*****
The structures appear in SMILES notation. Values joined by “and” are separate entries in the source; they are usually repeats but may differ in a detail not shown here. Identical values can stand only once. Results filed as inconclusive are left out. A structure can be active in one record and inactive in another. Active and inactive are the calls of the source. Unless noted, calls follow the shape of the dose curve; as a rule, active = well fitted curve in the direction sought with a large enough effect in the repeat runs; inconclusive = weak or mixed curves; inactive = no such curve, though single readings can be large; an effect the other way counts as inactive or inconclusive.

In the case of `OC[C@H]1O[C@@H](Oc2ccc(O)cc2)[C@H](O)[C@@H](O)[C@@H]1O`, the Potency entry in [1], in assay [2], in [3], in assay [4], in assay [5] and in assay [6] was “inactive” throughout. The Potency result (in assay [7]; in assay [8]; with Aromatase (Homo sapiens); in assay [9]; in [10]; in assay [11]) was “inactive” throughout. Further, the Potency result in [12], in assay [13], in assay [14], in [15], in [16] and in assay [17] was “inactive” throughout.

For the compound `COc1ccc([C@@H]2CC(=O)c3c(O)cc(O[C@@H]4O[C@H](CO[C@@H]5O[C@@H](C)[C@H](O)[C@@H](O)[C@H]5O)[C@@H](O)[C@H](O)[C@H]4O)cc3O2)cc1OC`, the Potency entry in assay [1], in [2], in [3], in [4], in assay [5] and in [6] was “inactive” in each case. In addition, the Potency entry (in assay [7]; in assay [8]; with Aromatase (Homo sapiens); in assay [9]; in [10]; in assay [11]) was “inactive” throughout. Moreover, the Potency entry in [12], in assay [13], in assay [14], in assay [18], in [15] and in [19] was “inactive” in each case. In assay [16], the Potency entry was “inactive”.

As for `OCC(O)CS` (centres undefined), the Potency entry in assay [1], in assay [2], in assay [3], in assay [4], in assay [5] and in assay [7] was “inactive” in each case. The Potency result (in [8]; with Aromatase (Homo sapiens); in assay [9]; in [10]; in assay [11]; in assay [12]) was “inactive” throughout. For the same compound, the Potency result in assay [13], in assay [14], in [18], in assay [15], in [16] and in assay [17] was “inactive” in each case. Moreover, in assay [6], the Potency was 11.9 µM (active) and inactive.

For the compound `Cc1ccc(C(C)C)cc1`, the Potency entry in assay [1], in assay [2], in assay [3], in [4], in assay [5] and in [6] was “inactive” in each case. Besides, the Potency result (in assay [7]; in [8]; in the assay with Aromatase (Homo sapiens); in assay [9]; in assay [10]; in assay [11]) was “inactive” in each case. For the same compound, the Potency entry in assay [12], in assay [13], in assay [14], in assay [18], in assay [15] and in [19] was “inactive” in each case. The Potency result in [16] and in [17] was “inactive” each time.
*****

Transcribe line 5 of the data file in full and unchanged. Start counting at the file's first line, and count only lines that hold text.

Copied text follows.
For the compound `Cc1ccc(C(C)C)cc1`, the Potency entry in assay [1], in assay [2], in assay [3], in [4], in assay [5] and in [6] was “inactive” in each case. Besides, the Potency result (in assay [7]; in [8]; in the assay with Aromatase (Homo sapiens); in assay [9]; in assay [10]; in assay [11]) was “inactive” in each case. For the same compound, the Potency entry in assay [12], in assay [13], in assay [14], in assay [18], in assay [15] and in [19] was “inactive” in each case. The Potency result in [16] and in [17] was “inactive” each time.